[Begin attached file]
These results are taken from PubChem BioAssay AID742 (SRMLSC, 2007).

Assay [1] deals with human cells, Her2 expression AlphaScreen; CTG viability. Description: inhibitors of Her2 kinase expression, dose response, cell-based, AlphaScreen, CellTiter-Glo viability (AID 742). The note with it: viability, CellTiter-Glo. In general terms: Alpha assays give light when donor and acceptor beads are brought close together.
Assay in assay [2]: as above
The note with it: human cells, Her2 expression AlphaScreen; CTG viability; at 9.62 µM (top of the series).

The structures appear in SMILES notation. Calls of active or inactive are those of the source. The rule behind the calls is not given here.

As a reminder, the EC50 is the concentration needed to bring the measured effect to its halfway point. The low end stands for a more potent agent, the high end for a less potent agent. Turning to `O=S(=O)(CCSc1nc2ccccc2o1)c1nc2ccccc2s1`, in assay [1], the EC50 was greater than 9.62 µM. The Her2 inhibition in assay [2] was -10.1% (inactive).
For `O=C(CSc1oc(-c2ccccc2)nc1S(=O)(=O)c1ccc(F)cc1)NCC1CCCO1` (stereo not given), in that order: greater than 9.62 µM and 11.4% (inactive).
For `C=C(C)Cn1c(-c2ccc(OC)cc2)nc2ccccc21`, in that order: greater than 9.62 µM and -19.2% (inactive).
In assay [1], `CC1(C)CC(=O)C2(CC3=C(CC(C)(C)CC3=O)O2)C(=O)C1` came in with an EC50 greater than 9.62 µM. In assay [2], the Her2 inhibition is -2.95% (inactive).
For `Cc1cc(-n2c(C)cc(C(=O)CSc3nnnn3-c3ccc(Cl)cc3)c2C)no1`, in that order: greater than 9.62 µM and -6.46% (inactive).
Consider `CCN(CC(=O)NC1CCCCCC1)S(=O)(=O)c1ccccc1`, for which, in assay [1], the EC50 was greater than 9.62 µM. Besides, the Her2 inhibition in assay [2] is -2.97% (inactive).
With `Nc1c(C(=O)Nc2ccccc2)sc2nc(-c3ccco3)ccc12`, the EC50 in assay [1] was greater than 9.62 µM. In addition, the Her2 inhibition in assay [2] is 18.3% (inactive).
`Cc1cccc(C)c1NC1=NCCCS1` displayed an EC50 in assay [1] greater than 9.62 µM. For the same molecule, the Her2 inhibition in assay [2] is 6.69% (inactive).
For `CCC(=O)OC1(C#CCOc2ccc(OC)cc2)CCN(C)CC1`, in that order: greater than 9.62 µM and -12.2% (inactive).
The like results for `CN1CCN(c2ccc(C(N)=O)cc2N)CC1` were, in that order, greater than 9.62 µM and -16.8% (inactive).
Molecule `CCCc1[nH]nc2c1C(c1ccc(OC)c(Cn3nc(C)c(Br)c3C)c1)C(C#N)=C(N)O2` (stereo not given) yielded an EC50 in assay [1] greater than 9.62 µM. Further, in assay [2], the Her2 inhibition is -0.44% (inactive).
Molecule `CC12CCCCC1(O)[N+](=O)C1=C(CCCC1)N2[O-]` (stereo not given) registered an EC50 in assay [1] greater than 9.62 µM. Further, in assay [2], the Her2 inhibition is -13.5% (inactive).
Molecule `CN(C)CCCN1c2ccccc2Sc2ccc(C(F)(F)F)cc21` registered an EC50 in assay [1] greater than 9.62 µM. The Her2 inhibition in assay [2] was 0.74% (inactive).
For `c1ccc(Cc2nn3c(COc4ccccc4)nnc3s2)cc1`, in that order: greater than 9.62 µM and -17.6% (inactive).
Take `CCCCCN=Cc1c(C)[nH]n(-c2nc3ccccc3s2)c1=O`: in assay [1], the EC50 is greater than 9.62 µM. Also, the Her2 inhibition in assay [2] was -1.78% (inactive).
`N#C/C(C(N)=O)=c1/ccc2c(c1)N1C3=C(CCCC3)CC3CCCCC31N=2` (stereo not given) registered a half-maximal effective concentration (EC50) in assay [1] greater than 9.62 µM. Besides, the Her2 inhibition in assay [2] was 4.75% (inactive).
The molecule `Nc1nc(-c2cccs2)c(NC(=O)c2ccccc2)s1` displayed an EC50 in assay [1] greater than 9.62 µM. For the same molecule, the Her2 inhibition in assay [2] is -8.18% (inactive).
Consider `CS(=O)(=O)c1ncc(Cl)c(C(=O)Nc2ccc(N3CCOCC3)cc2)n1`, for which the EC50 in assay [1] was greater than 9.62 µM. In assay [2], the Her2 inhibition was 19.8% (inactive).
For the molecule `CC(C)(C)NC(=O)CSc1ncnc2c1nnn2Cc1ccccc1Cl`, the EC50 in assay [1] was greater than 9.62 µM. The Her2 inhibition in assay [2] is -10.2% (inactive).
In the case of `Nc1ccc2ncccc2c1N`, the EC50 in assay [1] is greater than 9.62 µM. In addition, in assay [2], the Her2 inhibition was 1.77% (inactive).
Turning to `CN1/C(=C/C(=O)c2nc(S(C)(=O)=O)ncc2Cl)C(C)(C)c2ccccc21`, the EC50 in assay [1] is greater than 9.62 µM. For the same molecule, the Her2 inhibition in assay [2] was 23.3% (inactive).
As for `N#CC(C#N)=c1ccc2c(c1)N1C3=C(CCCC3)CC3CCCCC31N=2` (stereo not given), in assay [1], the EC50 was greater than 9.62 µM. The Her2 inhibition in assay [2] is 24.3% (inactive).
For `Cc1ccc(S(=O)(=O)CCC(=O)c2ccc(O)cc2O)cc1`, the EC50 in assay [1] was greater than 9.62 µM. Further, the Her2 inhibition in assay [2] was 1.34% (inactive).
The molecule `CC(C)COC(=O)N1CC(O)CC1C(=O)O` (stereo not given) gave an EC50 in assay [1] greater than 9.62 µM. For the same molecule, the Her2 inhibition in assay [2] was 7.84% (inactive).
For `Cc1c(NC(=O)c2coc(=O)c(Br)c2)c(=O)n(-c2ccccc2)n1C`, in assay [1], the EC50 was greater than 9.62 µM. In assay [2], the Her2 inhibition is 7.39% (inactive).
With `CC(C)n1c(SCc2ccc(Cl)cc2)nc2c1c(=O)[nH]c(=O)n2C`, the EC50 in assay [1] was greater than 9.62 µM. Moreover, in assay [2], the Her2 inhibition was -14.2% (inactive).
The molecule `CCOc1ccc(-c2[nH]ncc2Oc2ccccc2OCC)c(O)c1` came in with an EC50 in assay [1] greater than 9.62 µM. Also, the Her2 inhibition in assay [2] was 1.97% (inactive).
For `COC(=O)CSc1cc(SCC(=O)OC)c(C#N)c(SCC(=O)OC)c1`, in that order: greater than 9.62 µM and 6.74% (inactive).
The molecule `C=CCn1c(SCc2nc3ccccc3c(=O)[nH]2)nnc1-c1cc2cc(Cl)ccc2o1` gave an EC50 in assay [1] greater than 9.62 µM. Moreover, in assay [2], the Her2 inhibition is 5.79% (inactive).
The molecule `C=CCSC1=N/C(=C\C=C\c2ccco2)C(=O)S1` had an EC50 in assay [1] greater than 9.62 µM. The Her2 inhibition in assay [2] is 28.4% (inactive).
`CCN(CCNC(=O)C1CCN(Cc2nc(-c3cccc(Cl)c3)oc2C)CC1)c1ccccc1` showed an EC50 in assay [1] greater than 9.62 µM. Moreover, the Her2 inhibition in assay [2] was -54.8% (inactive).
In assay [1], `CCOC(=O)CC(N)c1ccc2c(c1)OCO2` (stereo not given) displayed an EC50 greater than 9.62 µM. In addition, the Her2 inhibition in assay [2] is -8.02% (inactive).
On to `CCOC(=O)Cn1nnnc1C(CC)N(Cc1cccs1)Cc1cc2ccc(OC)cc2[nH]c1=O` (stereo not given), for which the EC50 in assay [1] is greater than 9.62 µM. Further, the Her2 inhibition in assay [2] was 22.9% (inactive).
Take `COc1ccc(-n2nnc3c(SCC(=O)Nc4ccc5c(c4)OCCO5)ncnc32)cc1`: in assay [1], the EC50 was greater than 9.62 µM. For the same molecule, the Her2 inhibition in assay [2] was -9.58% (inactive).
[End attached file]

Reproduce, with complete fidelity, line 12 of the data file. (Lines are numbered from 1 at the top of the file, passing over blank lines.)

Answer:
With `Nc1c(C(=O)Nc2ccccc2)sc2nc(-c3ccco3)ccc12`, the EC50 in assay [1] was greater than 9.62 µM. In addition, the Her2 inhibition in assay [2] is 18.3% (inactive).